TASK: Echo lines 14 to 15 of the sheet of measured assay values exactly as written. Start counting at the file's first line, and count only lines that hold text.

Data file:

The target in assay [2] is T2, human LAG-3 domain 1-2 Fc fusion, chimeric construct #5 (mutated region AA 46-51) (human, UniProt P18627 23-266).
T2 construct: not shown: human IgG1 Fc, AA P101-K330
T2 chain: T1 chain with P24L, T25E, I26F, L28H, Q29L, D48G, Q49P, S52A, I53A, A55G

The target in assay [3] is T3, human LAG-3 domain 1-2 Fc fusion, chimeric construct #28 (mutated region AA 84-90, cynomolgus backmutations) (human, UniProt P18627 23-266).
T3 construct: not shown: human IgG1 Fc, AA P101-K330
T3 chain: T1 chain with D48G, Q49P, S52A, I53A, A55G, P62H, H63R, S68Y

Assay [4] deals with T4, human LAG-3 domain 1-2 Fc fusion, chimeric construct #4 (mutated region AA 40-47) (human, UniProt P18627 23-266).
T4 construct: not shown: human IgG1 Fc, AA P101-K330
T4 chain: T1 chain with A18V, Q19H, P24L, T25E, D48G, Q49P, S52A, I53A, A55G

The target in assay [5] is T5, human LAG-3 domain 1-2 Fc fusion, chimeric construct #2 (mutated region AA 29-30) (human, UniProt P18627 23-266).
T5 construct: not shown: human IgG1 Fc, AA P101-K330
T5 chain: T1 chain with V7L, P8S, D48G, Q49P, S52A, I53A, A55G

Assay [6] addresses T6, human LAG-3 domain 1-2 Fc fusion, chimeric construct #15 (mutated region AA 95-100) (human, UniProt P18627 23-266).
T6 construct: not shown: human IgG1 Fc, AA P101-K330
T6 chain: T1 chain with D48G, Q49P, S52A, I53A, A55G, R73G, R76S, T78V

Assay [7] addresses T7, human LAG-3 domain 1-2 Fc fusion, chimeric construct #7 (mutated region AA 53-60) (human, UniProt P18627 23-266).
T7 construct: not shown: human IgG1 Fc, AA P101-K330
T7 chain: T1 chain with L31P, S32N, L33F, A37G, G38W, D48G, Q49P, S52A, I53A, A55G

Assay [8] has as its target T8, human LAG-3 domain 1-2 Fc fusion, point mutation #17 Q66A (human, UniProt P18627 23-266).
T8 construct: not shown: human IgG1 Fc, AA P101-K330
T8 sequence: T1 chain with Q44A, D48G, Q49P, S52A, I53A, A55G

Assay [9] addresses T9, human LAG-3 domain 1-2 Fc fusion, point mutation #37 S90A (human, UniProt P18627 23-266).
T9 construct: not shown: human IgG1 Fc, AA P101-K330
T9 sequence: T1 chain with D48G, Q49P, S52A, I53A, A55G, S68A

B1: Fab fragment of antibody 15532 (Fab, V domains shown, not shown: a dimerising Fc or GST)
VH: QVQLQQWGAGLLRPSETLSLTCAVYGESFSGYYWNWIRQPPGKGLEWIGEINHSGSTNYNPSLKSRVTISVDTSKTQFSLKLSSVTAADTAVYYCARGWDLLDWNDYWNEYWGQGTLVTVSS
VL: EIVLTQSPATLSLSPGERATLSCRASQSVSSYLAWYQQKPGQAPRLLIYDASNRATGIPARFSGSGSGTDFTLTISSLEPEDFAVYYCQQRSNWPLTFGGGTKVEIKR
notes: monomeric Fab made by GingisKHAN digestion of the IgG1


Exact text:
T6 construct: not shown: human IgG1 Fc, AA P101-K330
T6 chain: T1 chain with D48G, Q49P, S52A, I53A, A55G, R73G, R76S, T78V